Morning Oregonian. (Portland, Or.) 1861-1937, September 12, 1922, Image 1

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VOL. LXI NO. 19,286
Entered at P o r t 1 i n.d (Oregon)
Postoffice aa Second-claps Matter.
loss suopoe
Senator and Governor
Returned to Office.
Republican Vote Less Than
L in Presidential Year.
Bourbons, - In Returns From
Three-Quarters or State, Ahead
ty 5000 Over 2 Years Ago.
PORTLAND. Me., Sept. 11. Sen
ator Frederick Hale, republican, and
Governor Percival P. Baxter, re
publican, were elected in Maine to
days by majorities falling- decidedly
below those given republican can
didates in 1920.
The democratic vote in three
quarters of the state wag nearly
5000 ahead of that of two years ago,
while the republican vote fell off by
22.000 from that of the presidential
Returns from 586 election pre
cincts out of 635 gave for senator:
Hale (rep.) 98,883; Curtis (dem.)
For governor: Baxter (rep) 102,
159; Pattangall (dem.) 74,068.
Partial returns indicated the re
election of four republican congress
men from Maine.
A woman was elected to the leg
islature from Kent in the person of
Dora Pinkham, republican.
Increase Noticeable Over Ballot
ing of Two Years Ago.
(By Chicago Tribune Leased Wire.)
AUGUSTA, Me., Sept. 11. From
early returns which are coming In
slowly indications point to the elec
tion of Percival P. Baxter, governor,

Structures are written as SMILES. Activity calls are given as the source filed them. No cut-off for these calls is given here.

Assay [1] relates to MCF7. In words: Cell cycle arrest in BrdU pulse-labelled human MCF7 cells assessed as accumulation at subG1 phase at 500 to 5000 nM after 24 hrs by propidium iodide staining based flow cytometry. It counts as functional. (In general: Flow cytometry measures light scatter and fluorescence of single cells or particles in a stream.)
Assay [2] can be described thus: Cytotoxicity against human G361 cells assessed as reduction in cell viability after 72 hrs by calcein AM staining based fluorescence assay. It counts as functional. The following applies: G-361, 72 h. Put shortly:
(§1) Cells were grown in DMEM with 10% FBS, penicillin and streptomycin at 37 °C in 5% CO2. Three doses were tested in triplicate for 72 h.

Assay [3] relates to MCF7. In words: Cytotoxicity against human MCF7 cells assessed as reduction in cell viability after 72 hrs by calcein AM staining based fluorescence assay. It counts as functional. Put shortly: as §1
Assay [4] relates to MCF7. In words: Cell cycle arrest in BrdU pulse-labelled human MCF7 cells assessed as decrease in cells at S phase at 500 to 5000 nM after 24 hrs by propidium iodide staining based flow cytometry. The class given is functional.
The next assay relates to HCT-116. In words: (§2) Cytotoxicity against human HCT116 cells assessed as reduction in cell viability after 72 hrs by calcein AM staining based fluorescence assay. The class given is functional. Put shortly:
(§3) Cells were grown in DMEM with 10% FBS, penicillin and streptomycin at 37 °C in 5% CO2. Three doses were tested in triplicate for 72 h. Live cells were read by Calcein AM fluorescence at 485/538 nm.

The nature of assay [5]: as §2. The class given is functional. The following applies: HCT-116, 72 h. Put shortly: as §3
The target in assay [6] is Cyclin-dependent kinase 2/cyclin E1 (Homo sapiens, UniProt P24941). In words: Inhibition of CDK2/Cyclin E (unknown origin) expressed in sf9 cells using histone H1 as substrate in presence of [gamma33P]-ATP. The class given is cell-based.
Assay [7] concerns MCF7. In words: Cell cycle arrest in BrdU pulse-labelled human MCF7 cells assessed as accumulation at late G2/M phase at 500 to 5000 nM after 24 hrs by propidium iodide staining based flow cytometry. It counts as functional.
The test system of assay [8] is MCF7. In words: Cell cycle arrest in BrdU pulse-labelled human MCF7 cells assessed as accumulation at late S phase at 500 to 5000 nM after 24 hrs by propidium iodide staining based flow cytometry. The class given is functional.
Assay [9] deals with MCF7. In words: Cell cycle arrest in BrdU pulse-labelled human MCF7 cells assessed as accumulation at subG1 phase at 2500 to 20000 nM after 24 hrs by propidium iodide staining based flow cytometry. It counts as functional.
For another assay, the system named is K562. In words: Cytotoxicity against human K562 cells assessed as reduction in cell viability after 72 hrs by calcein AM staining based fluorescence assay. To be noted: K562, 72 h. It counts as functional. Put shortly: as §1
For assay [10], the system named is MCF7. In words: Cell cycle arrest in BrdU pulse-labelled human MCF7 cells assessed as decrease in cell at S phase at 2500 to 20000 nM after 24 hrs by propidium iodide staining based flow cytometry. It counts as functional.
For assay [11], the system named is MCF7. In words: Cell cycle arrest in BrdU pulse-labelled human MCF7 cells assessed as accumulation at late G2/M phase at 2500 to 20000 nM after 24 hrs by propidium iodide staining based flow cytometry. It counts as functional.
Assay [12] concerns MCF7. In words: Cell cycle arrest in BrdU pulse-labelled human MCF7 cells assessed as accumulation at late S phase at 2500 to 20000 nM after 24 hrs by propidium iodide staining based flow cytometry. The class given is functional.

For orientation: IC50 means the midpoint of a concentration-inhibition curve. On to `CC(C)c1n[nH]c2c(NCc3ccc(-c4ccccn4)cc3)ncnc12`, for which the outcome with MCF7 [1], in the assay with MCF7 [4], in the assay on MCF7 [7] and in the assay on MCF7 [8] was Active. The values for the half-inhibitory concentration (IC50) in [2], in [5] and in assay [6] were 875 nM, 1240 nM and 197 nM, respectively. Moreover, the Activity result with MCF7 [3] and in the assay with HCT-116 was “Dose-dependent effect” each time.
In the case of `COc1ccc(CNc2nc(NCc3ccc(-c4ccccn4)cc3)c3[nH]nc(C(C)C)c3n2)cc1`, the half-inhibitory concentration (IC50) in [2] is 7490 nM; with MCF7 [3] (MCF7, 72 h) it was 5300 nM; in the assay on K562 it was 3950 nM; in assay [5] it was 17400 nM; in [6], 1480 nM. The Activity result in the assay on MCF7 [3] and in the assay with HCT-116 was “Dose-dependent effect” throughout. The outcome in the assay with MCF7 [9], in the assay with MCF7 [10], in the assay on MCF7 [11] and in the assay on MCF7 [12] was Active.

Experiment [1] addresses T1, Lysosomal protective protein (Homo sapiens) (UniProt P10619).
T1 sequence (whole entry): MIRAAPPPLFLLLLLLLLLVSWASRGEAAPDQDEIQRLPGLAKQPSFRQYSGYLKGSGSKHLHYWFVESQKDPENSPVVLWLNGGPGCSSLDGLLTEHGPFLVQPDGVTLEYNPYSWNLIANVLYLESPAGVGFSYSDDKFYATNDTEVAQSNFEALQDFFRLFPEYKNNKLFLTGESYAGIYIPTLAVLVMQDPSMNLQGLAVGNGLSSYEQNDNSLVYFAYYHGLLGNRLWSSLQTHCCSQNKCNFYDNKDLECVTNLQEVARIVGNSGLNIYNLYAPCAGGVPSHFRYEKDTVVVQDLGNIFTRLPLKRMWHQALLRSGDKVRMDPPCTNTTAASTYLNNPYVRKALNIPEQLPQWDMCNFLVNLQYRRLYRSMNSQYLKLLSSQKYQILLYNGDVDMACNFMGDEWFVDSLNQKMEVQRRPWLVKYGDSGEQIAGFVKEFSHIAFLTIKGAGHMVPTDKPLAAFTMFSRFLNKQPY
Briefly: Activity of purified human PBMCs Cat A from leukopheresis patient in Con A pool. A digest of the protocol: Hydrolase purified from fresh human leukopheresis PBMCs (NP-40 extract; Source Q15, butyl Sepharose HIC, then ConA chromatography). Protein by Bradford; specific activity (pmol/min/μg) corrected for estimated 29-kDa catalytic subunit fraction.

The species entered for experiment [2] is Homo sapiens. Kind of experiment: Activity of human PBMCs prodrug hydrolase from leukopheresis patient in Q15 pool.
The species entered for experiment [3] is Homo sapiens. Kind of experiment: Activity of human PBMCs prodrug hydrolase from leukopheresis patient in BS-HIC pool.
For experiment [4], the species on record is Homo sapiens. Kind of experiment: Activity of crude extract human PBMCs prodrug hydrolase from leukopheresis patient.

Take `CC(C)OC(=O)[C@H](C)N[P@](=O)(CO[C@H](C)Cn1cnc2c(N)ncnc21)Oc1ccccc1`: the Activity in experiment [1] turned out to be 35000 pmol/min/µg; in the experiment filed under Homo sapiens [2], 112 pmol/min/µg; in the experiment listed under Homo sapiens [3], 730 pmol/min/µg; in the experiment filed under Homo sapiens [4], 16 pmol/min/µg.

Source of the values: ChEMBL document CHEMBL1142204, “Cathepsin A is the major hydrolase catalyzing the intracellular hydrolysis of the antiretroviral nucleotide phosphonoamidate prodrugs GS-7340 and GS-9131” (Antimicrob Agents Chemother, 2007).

and Frederick Hale, republican can
didates for governor and United
States senator, respectively, by a
majority of 25,000, although there
is quite a noticeable - gain In the
" democratic vote over two years ago.
Thirty-fbe out of the 6S5 voting
precincts in the state gave, early
tonight, che vote as follows?
United States senator: Hale, re
publican. 2678; Curtis, democrat,
Governor: Baxter, republican,
3670; Pattangill, democrat, 1579.
The same towns In 1920 gave the
following vote: For governor, Pank
ihurst, republican, 4501; Mclntire,
democrat, 1644.
It Is evident that the four re
publican candidates for congress,
Carroll L. Beedy of Portland, in the
first district; Wallace H. White of
Lewiston, in the second district;
John E. Nelson of Augusta, in the
third district, and Ira G. Hersey of
Houlton, In the fourth district, are
reelected by,comfortable margins.
The legislature will be over
whelmingly republican and Elbert
D. Hayford, state auditor, of Farm
ingdale, republican, is evidently
chosen over his democratic oppo
nent, Frank R. Madden of Slowhe
Republican Nomination Returns
in Montana Favor Riddick.
HELENA, Mont., Sept. 11. Re
turns from the primary of August
29 have been received by state can